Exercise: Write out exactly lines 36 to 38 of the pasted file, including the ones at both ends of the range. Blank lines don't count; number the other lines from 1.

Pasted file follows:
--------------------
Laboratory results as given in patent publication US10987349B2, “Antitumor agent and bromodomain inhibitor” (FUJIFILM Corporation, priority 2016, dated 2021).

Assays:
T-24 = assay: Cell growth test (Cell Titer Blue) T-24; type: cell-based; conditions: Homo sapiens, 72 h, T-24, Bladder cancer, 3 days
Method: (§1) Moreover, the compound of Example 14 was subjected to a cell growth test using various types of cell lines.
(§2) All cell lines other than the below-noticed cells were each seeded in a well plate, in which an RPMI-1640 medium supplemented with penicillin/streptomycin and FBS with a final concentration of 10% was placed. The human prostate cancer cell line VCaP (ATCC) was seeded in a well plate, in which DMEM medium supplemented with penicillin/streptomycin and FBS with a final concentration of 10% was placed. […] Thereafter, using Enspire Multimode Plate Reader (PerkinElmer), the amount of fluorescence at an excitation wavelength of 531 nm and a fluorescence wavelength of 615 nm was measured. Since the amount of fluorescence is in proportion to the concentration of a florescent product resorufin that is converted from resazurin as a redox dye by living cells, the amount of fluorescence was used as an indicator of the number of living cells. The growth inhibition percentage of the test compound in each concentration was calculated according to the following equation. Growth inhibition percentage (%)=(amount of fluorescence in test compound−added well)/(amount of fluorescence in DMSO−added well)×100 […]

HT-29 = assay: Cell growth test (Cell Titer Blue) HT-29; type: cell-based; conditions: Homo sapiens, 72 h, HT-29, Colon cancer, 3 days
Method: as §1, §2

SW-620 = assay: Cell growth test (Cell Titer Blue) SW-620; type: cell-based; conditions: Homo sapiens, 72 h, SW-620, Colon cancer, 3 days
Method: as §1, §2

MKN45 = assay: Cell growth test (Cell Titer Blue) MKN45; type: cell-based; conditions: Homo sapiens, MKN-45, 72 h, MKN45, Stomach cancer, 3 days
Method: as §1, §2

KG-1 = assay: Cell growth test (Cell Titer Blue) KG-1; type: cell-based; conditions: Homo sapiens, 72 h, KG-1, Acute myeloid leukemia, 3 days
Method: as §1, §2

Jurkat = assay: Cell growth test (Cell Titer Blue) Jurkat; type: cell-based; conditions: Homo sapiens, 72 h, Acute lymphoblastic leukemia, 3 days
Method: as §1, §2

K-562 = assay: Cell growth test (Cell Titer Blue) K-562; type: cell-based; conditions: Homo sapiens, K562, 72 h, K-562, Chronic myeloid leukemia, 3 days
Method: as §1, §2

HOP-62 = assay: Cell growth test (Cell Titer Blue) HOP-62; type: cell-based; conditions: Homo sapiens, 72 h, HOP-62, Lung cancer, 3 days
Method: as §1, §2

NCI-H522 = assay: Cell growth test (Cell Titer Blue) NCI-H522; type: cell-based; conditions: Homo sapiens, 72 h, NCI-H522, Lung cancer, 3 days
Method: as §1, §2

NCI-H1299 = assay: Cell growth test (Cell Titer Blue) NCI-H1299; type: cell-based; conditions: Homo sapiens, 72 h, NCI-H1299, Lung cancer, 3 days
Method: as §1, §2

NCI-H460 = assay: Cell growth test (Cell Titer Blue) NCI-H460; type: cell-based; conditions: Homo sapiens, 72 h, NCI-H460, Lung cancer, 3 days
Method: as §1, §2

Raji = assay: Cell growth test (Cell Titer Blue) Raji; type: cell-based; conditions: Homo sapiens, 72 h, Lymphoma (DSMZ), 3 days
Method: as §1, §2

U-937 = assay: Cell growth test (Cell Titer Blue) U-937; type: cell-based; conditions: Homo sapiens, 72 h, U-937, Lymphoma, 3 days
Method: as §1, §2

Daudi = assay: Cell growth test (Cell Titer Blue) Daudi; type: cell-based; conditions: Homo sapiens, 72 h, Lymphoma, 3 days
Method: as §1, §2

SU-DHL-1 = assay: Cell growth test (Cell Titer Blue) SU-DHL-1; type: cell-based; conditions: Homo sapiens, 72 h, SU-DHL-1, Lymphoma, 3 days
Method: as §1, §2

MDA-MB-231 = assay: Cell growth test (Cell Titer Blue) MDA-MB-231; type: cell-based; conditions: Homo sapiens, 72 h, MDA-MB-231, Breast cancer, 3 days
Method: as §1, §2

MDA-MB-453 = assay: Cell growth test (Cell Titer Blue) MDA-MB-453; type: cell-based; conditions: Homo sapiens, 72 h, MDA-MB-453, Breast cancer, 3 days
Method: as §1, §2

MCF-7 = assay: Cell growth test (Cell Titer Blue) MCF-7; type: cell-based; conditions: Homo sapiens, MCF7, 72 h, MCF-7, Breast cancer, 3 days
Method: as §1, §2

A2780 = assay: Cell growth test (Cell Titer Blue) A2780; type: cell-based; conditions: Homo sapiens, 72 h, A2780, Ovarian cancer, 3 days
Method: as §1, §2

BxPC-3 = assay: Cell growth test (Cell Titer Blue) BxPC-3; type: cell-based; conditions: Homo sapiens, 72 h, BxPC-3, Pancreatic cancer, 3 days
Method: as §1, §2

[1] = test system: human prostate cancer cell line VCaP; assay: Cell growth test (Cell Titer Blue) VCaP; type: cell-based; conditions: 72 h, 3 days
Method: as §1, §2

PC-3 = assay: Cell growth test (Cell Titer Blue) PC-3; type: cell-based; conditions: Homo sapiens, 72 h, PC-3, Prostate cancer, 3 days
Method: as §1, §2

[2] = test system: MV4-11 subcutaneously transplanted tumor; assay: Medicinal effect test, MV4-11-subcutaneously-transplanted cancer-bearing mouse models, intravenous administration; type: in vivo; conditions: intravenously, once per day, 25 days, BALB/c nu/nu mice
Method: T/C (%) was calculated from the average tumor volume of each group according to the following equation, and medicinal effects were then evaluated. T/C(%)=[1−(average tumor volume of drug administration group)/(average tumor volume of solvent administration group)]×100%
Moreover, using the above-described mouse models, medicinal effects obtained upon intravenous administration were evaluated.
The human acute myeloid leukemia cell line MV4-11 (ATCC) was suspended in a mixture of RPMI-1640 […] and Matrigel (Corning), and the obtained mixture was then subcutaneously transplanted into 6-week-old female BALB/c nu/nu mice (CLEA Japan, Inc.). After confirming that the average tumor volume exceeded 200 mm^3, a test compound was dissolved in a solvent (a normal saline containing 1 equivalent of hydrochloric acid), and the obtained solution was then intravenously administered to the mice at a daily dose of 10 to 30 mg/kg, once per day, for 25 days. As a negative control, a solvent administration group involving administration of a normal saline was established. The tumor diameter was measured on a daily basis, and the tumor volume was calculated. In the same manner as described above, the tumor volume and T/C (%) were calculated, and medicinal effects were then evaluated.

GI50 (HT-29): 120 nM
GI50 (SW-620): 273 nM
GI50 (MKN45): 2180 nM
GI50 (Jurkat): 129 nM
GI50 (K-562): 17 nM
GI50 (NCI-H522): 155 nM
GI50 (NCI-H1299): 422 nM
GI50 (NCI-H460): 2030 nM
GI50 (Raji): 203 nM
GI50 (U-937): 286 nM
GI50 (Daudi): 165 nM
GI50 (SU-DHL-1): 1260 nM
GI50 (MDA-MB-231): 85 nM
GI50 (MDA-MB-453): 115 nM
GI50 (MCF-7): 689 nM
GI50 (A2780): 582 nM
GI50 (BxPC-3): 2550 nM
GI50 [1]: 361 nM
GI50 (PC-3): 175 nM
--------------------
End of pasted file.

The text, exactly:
MDA-MB-453 = assay: Cell growth test (Cell Titer Blue) MDA-MB-453; type: cell-based; conditions: Homo sapiens, 72 h, MDA-MB-453, Breast cancer, 3 days
Method: as §1, §2

MCF-7 = assay: Cell growth test (Cell Titer Blue) MCF-7; type: cell-based; conditions: Homo sapiens, MCF7, 72 h, MCF-7, Breast cancer, 3 days